• 11i.  Where there is no authority for establishing a rule, there is no necessity of obeying itBlack’s, 2d. 1181; Dav. Ir. K.B. 69. Useless power is to no purpose. Branch, Princ.
  • 11j.  One has authority when he has a legal or rightful power to act. C.L.M.
  • 11t.  He who contemns (or contemptuously treats) a command contemns the party who gives it. 12 Coke, 97.

Authority, Power Audio


Property Rights & Possessions

  • 91r.  Every one is a regulator and disposer of his own property. Co. Litt. 223a.
  • 91u.  Long possession produces the right of possession, and takes away from the true owner his action.  Co. Litt. 110b, 115a; Fleta, lib. 3, c. 15, s. 6; Branch, Princ.; Co. Litt. 6.
  • 91z.  That which is mine cannot be lost, transferred to another, or taken away without my own act, consent, or forfeiture. Broom. Max. 465; Jenk. Cent. p. 251, case 41; 8 Coke, 92; Dig. 50, 17, 11.
  • 91bb.  The right of property is that sole and despotic dominion which one man claims and exercises over the external things of the world, in total exclusion of the right of any other individual. 1 Bl. Comm. 138; 2 Bl. Comm 2, 5.
  • 91ee.  No man is compelled to sell his own property, even for a just price. 4 Inst. 275.

Property Rights & Possessions Audio



  • 24a.  An action cannot be founded on a barren or unconditional contract. C.L.M.
  • 24e.  Contracts have no locality.  The obligation of a contract is purely personal, and actions to enforce it may be brought anywhere. 2 Inst.231; 1 Smith, Lead. Cas. 340, 363; Story, Confl. Laws, s. 362.
  • 24i.  Private contracts (or agreements) cannot derogate from public law or right. Broom, Max. 695; 7 Coke, 23; Wing. Max. max. 201; Co. Litt. 166a; Dig. 50, 17, 45, 1.
  • 24w.  Nothing is so natural as that an obligation should be dissolved by the same mode and principles in which it were contracted. Dig. 50, 17, 35; 2 Inst. 359, 360; Esmond v. Van Benschoten, 12 Barb. (N.Y.) 366, 275; Therefore, an obligation by words is taken away by words; an obligation of mere consent is dissolved by contrary consent. Broom, Max. 887.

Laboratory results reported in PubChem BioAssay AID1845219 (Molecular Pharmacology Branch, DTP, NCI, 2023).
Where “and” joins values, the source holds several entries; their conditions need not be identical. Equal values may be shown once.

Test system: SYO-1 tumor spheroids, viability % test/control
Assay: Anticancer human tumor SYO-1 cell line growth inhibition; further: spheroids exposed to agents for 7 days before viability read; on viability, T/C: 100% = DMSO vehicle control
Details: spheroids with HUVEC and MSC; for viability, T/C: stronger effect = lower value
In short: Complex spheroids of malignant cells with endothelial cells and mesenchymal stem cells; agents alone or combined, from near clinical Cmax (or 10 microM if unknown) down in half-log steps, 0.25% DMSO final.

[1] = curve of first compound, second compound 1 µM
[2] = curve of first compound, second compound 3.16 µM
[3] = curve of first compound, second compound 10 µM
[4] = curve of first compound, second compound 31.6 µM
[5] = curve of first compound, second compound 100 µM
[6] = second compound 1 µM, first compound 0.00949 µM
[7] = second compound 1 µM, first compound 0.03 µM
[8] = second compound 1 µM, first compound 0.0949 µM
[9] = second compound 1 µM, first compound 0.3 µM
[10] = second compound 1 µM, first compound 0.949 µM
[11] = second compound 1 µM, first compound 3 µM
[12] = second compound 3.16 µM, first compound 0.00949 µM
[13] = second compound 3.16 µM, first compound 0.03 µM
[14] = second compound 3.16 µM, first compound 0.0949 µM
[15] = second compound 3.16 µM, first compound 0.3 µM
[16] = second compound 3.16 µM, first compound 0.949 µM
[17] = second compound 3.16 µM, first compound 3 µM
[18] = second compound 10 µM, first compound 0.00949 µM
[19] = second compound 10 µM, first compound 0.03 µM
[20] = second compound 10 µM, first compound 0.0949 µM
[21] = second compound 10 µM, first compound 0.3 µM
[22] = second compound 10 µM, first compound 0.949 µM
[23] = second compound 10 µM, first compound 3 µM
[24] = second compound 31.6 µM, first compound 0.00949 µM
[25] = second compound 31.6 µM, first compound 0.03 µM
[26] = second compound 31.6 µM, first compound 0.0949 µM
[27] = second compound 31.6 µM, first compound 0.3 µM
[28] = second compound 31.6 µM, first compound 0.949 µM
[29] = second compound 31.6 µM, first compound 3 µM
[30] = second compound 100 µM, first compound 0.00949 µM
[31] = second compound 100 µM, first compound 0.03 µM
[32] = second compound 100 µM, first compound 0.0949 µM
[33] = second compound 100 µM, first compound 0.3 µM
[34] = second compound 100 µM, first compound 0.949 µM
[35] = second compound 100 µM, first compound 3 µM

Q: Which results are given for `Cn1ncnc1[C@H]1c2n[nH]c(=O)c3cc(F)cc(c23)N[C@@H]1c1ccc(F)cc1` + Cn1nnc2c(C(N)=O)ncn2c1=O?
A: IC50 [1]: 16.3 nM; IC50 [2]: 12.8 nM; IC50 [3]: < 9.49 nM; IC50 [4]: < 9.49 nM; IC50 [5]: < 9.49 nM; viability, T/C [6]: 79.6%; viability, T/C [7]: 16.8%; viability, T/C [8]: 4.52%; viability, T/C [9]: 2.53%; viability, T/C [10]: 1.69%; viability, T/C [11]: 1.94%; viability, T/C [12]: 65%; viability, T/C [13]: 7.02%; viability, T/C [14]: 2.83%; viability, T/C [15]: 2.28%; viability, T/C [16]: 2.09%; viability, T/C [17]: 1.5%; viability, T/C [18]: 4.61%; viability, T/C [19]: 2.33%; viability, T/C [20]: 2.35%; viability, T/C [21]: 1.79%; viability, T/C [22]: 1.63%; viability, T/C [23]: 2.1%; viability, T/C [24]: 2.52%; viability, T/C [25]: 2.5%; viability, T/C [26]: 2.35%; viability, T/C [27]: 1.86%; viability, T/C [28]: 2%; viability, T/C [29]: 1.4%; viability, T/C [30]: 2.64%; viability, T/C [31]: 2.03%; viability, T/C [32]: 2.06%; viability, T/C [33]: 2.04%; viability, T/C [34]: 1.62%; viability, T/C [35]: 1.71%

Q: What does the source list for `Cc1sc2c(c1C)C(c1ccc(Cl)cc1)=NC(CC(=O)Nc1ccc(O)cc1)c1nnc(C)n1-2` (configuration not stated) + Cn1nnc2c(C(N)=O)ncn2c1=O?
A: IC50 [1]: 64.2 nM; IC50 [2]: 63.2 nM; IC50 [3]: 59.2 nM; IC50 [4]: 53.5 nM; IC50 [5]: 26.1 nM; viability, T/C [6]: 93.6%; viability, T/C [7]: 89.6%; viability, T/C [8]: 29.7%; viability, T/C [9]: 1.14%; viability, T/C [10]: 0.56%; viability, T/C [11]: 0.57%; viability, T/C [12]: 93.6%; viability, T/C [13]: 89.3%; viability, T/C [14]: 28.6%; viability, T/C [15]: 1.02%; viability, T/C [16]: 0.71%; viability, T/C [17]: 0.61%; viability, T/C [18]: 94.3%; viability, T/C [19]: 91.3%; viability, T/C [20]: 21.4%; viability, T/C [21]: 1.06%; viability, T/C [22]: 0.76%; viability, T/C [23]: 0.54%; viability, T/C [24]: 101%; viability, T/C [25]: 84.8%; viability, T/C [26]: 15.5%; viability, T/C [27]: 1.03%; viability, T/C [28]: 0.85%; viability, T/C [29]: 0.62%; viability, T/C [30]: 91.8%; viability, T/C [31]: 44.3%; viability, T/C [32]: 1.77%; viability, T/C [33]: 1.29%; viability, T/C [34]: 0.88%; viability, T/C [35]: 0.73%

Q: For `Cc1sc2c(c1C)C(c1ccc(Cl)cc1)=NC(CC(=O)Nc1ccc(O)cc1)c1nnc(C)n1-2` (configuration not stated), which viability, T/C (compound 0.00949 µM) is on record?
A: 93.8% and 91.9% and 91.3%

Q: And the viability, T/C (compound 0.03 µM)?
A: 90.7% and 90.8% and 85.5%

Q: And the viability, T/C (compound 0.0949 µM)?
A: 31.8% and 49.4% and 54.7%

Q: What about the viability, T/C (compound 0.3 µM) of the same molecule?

• 24cc.  In contracts, when the question is what was agreed upon, the terms are to be interpreted against the party offering them. Dig. 45, 1, 38, 18; 2 Kent, Comm. 721.

Contracts Audio



  • 5b.  An agreement induced by fraud cannot stand. Dig. 2, 14, 7, s. 9.
  • 5c.  Those things which are impossible to be given, or which are not in the nature of things, are regarded as no part of an agreement. Dig. 50, 17, 135.
  • 5i.  Nothing can be effected by an agreement that there shall be no accountability for fraud. Dig. 2, 14, 27, 3; Broom, Max. 3d. Lond. ed. 622, 188, n.
  • 5j.  By special agreement, things are allowed which are not otherwise permitted. Co. Litt. 166.
  • 5l.  The expressed agreement of the parties overcomes or prevails against the law, because the agreement of the parties makes the law of the contract. Story, Ag. S 368; Dig. 16, 3, 1, 6; 2 Coke, 73.

Agreements Audio